Saturday, October 25, 2014

Supreme Court goes to the dogs

John Oliver (of HBO) explains here.

And below is the entire oral argument in last term's Hobby Lobby case.

So, in preparation for our oral arguments: You must decide what kind of dog you are.

Friday, October 24, 2014

The Eleventh Amendment in action

This lawsuit, filed today, alleges that the NCAA violates the Fair Labor Standards Act by not paying student-athletes (who, it alleges, are akin to work-study students). Named defendants are the NCAA and every Division I school, (including FIU); the suit seeks unpaid wages and an injunction requiring student-athletes to be paid going forward. The FLSA is a Commerce Clause enactment.

Any problems jump out at you?

Wednesday, October 22, 2014

Standing Commentaries

Here, here, here, and here. Have at it.


Here is the Complaint in a pending in the Southern District of Florida raising some relevant issues under § 2283, as well as Skelly Oil (and § 1331). Review it for next week.

For Monday

Wednesday audio. Ripeness/Mootness commentaries are due Monday; Pullman commentaries due next Wednesday.

We will continue with § 2283, starting with ACL--could the federal court grant the injunction and why or why not? If not, what should the Union have done to avail itself of the Supreme Court's decision. What does this tell us about the difference between judgments and precedents? In addition to the statutes listed in the syllabus, look at § 1341 (in App. B), § 7421 (discussed in the materials on the Affordable Care Act), and 42 U.S.C. § 1983 (also in App. B, the statute at issue in Mitchum).

Then go ahead and read Younger Background. How does Younger interact with § 2283? What is the point of Mitchum (decided one year after Younger)?

Monday, October 20, 2014

For Wednesday

Monday audio. Commentaries on Mootness/Ripeness are due at the beginning of class next Monday.

We will continue discussing Pullman Abstention. What was the problem with the claim in Pullman? What happens if a court abstains under Pullman? Is this postponement or abdication? What are the limits on abstention? How does certification fit into the mix?

We then will discuss Statutory Abstention/§ 2283. Read the statute carefully and try to understand each of the three exceptions. Please look at 28 U.S.C. § 1341 (the state Tax-Injunction Act) and the material on the federal Tax Injunction Act and the Affordable Care Act.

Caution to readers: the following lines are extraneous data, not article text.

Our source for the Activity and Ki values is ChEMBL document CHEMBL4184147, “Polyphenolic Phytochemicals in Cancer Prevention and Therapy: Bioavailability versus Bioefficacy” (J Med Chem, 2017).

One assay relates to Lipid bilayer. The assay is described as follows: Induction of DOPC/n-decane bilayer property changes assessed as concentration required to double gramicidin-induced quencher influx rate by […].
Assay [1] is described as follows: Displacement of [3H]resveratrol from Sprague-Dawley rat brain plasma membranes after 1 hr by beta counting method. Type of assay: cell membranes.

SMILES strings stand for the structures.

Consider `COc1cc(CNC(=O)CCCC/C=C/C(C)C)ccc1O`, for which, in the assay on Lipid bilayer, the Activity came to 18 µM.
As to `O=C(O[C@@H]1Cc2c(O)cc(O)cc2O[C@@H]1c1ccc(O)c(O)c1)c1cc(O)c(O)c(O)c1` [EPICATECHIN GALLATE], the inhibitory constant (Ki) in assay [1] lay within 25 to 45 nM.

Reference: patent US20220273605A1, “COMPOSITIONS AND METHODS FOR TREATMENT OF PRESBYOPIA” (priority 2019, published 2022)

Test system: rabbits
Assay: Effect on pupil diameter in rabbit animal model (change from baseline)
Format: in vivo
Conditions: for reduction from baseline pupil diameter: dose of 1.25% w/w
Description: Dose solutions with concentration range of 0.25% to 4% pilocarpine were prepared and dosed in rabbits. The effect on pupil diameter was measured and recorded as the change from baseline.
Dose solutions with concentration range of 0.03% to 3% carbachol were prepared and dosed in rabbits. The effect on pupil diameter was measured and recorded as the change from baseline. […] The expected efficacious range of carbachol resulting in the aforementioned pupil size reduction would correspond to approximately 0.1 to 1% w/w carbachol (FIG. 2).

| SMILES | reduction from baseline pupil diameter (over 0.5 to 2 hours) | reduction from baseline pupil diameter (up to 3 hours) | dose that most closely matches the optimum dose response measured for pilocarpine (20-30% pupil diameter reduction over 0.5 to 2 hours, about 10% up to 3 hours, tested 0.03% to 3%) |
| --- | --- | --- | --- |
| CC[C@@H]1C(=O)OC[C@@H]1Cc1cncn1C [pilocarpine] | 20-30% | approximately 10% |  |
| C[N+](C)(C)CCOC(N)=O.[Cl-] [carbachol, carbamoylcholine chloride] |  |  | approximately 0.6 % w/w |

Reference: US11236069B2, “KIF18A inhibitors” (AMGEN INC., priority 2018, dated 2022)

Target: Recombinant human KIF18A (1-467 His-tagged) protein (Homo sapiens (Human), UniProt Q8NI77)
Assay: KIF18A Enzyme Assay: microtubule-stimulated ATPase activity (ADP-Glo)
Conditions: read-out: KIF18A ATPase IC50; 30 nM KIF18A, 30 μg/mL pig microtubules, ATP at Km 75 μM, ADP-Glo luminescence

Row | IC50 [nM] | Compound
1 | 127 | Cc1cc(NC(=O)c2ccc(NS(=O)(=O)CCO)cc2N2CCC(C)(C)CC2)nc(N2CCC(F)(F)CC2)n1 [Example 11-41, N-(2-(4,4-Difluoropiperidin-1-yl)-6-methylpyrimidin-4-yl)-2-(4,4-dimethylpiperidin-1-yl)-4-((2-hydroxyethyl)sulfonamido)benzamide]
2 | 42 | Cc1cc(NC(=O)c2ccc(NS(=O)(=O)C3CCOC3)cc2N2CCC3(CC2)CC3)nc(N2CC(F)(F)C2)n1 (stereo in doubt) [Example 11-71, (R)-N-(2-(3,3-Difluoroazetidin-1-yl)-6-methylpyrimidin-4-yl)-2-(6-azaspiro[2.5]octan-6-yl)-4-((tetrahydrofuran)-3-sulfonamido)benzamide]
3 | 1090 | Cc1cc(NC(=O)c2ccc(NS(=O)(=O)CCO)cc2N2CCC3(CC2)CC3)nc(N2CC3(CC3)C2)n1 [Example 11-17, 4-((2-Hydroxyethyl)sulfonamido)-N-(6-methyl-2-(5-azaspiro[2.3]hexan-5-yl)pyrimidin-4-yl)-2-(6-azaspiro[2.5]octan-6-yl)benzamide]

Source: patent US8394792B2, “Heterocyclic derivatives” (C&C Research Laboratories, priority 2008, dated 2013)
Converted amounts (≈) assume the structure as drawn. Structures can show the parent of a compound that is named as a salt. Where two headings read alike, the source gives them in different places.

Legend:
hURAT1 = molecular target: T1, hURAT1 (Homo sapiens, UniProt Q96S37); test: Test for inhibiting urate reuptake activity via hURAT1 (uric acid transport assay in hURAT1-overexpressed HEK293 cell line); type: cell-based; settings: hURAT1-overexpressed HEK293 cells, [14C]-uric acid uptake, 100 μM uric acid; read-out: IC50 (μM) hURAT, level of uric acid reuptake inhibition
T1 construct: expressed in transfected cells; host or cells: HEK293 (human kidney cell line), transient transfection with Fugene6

Wednesday, October 15, 2014

For Monday

Wednesday audio. Standing commentaries are due at the beginning of class on Monday.

Here is the Eleventh Amendment case we discussed today, holding that a plaintiff can make an Ex Parte Young claim for reinstatement.

We will continue with Mootness, beginning with Honig--what new prudential limitation did Justice Rehnquist urge? And how does Justice Scalia view the Art. III/Prudential line with respect to capable-of-repetition? How does mootness apply when the defending party voluntarily changes its behavior, especially the government? If a case becomes moot during the appeals process, what happens to the lower-court decision(s)? Finally, consider the following situation:

Pap's A.M. is bar featuring nude dancing. It challenges an ordinance in state court prohibiting such activities, arguing it violates the First Amendment; the state trial court agrees and enjoins enforcement of the law, a judgment affirmed by the state supreme court. SCOTUS grants cert.; while the case is pending, the owner of Pap's A.M. moves to dismiss the case, stating (in an affidavit) that he has put the bar up for sale, no longer wishes to have nude dancing there, and no longer wishes to challenge the ordinance. Moot?

We then turn to Abstention and Related Doctrines, another way that the federal courts (with a bit of help from Congress) have limited their own roles. Read General Principles, which sets out the general ideas underlying abstention, and Pullman Abstention, which will be the first of our doctrines.

Tuesday, October 14, 2014

Beyond uniformity

This post from Prof. Michael Dorf at Cornell makes an interesting point about the importance of uniformity from SCOTUS decisions on matters such as same-sex marriage. His point is that we have to think of "splits" not only among circuits, but among state high courts. Thus, even if the circuits all fall in line, individual state high courts might not, exercising their own independent constitutional judgment. His example--the state executive recognizes same-sex marriages under the command of a federal injunction,  but the state supreme court decides that spousal privilege does not apply because state law (in its view) does not recognize same-sex marriage--shows the many and varied ways and contexts that constitutional issues can arise.

Monday, October 13, 2014

For Wednesday

Monday audio. Commentaries on Standing are due at the beginning of class next Monday.

We will continue with Ripeness, beginning with Poe and why that claim was not ripe. We then will discuss the connection between ripeness and the Declaratory Judgment Act and how that played out in Medimmune.

We then turn to Mootness. Be ready to discuss the different arguments about whether mootness (and its "exceptions") is an Art. III or prudential doctrine.